Arriving home last night we collapsed on the sofa and turned on the TV, just catching the credits for Eastenders. I hasten to add at this point that I am not a soap watcher, and I may even quit following the Archers following the recent New Year travesty.  Anyway, I digress.  Leaping to my feet I shout "That's it!  That's where we've been today." And there it was, a neat aerial photo of our superb narrowboat cruise only hours earlier.  Nice of the BBC to show it, but they carelessly failed to point out the details of our route so I have pencilled it in for you.

Ruthlessly taking advantage of the extraordinary generosity and hospitality of Sue and Richard aboard Indigo Dream Kath and I  took up their offer of a free ride on the St Pancras Cruising Club outing to the Royal Docks.  Nearly all new water for us.  Down through Bow locks into the tidal Bow Creek,

out into the vast expanse of the Thames at Greenwich racing for the relative safety of the far bank,

eastwards through the Thames Barrier,

running the gauntlet of the Woolwich Ferry,

and then into the truly gargantuan Royal Docks, so large they have an airport in the middle.  It might look like we're going out to sea here but what you see is the inside of just one of the huge pair of docks.

Here we dash across the width of the dock

While an airliner comes into land over our heads

and another prepares to take off next to us

And so, in the failing light,  almost back to the dome again, but this time "inland"

Not a bad little cruise eh?

Indigo Dream was one of a convoy of eleven narrowboats making the trip all well spaced out but in radio contact in case of emergency.  The safety briefing beforehand was the scariest part of the journey!  Its a big dangerous river on which to have an engine failure or a fouled prop, and as for man overboard, well lets just say you can't just stand up and walk out like on many canals. In the event, the pouring rain stopped just in time, the river was calm, and there were no scary moments whatever.  Having said that I was reassured by a brief spell at Indigo Dream's tiller when I discovered what  ample smooth power she had.  I am truly envious.

Apart from Richard and Sue (and their three greyhounds, Lou, Lynx and Ty), we were also joined aboard by fellow blogger Adam of Debdale (and Canal Boat Magazine) fame,

and by Alison who had just read the open invitation on Sue's blog and took up the offer.

What a day.  Many many thanks to Sue and Richard and congrats to the St Pancras Cruising club for such a well organised cruise.

Come back tomorrow for some more pics. And keep an eye on the blogs of Sue and Adam for their take on the event.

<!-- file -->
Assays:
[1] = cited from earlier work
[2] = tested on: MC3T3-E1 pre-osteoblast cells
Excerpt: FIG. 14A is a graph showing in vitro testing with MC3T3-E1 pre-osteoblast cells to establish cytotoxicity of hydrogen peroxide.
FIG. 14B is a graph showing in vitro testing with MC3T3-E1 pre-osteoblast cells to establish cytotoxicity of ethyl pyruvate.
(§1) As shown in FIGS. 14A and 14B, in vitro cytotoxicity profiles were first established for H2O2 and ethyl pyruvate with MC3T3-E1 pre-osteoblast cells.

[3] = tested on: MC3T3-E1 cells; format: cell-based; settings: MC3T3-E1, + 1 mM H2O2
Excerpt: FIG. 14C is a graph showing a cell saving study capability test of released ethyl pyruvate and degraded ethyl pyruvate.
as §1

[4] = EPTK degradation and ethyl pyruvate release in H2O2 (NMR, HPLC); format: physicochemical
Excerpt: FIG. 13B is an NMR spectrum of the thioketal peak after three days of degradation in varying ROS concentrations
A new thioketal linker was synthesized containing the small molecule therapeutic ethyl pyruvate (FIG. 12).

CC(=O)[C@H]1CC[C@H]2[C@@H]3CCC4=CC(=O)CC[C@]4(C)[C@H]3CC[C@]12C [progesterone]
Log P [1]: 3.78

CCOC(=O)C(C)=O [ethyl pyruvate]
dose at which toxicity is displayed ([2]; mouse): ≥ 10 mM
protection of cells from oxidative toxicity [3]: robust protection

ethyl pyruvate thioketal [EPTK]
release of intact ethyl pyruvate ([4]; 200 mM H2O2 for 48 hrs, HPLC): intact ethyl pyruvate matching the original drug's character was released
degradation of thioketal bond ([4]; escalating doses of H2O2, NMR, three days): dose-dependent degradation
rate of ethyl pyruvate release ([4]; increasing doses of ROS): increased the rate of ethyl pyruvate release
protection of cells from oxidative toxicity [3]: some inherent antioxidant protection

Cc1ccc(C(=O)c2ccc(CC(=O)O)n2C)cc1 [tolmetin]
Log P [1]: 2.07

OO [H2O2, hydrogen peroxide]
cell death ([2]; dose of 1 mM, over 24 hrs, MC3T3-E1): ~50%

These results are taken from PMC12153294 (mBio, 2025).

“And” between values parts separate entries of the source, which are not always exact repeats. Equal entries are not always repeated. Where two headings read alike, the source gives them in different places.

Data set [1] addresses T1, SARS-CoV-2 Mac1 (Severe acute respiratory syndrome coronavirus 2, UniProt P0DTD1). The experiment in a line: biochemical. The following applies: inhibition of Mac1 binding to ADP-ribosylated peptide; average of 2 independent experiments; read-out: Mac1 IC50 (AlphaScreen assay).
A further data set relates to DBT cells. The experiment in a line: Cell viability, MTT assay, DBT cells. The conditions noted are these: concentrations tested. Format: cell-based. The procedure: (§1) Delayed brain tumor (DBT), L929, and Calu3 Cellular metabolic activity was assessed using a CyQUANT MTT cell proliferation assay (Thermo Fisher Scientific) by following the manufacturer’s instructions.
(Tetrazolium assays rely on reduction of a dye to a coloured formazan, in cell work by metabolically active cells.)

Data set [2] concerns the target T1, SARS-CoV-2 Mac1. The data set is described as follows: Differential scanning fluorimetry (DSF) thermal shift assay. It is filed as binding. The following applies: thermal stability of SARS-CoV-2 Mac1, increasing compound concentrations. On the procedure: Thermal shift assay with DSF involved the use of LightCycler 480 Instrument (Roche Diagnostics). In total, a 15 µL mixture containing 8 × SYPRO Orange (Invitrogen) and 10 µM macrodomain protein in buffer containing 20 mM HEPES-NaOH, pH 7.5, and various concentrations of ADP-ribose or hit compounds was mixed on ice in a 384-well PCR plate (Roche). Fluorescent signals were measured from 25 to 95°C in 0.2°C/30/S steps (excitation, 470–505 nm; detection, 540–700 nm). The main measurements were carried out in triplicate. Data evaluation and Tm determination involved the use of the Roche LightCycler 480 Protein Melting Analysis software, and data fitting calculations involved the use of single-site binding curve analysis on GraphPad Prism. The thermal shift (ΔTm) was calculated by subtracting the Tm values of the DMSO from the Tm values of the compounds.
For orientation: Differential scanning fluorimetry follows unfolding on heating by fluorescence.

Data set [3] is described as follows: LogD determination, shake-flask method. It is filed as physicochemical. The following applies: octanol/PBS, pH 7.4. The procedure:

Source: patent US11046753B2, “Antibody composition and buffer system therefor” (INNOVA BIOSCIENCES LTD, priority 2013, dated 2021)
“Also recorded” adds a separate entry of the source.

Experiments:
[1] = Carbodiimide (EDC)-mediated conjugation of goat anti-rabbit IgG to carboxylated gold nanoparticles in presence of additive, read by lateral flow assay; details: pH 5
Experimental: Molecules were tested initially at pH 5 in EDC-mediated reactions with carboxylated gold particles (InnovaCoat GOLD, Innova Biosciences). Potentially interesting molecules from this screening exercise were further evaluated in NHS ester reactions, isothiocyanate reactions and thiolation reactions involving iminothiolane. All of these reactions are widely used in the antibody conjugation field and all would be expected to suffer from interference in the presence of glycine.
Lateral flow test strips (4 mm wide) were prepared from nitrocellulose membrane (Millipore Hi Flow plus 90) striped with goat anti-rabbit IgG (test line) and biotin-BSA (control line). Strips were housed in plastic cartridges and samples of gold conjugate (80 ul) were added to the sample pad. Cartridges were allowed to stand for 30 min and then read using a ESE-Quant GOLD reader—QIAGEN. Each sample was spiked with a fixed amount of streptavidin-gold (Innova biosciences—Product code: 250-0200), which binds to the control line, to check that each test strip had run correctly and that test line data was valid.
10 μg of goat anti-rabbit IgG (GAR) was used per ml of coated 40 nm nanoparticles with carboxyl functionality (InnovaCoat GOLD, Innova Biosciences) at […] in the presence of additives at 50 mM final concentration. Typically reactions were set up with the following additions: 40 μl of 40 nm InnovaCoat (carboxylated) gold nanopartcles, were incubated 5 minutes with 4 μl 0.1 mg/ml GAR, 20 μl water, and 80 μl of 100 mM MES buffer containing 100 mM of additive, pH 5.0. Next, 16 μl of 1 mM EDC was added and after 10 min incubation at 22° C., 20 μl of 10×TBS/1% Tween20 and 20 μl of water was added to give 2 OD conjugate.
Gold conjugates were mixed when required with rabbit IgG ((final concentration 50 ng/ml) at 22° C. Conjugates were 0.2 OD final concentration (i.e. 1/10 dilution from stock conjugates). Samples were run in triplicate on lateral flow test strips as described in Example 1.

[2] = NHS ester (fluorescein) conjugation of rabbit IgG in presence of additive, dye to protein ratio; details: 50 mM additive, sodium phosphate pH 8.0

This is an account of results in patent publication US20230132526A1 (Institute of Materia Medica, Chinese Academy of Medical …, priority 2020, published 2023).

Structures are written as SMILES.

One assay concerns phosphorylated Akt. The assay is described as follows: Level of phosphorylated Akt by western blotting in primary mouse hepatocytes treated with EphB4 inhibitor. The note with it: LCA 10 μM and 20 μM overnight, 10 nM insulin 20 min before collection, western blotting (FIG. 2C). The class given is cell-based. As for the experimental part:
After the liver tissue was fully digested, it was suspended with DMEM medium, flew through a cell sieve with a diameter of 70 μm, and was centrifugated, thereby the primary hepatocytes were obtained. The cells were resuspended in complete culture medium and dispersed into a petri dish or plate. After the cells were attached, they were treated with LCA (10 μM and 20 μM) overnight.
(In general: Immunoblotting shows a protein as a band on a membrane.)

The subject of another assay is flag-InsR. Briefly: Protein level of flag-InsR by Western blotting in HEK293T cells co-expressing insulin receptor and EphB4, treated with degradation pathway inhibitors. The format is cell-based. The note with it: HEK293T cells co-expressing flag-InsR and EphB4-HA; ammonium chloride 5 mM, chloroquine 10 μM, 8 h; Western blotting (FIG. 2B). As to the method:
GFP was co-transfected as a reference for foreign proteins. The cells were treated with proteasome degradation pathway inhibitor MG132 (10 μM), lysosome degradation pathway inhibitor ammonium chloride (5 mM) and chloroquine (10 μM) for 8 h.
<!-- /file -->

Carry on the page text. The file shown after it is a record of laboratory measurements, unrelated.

Tuesday, January 04, 2011

Herbie's Little Red Book

 If our task is to cross a river, we cannot cross it without a bridge or a boat. Unless the bridge or boat problem is solved, it is idle to speak of crossing the river. Unless the problem of method is solved, talk ahout the task is useless.  

That's a direct quote from Chairman Mao's Little Red Book, but he is not the only one to have a LRB, Herbie has one too.  Here it is

It's a book, it's little and it is indeed red and I carry it with me almost everywhere I go.  What, I hear you ask, priceless nuggets of wisdom are contained therein ?  What gems of dialectical materialism do I write in there to enrich and guide my life?

Well, I'll show you

Shelf sizes, cupboard measurements, brass fitting dimensions, floor plans,

oil filter part numbers,  etc.

Proof incontrovertable that I am a four star anorak?  Well not really.  It's just that when we're out strolling around junk shops or IKEA or browsing through a chandlery we spot stuff that might be good for the boat, but can't be sure it will fit.  So now, with the book, we know.  Simple as that.

At the end of the week I hope to have a really exciting report to make, but in case it doesn't come off, I'll leave you in suspense.  Let's just say it depends on the weather.

Sunday, January 02, 2011

Things I will do in 2011, er, perhaps, if I get time, maybe

I'm not much of a one new year's resolutions.  They tend to be behavioural - eat and drink less, exercise more, be kind to plastic cruiser owners etc etc.  I'm more drawn to deciding on a few things I would like to get done in the coming year.  This can take several forms

a) The fantasy dream method - think up some impossibly optimistic target like cruising entire the Birmingham Canal Network in a week and never get round to even attempting it because it all seems too hard.

b) The fantasy list method - draw up a list of jobs, all individually possible but too many to actually achieve, and then fail to prioritise them so that nothing ever gets started.

c) The Bunnage method (after Rick)  - plan some ambitious DIY project in minute detail using spreadsheets that tell you precisely when you will finish.  e.g. completely overhaul, repaint and rewire the engine bay finishing at 3.47 pm on May 19th at a cost of £386.29p.  To give Rick credit, this works fairly well for him although it does mean he often has to say "I can't come out to play today.  The spreadsheet won't let me."

d) The realist (resignation/procrastination) method  " I would like to repaint the inside of the water tank, but it's such a ghastly job, I'll probably put it off another year."

e) The realist ( simplification) method - as d) above but adding "I'll install a water filter instead, because it's a lot easier."

I usually start off with a) and b), work through d) and finally end up with e).

For the coming year my fantasy dream would be to have Herbie stretched to fit in a dinette area.   It'll never happen, so how about

b) fantasy list. Build a dinette where the existing galley table is.  Lay new flooring throughout the boat.  Refurb the engine bay.  Adjust the tappets in the engine.  Add a fourth leisure battery and redo the battery cabling. Polish the boat monthly.

c) No spreadsheets

d) exactly as d) above

e) Hmm now I'm feeling under pressure.  I'll do a couple of the easier ones in b), perhaps fit a water filter and (cleverly) consult and plan on the big jobs like reflooring and galley refurb with a view to doing one of them:

: in the fullness of time                        )
: as circumstances permit                   )  pick any one
: in due course                                   )
:when I have time to spare                 )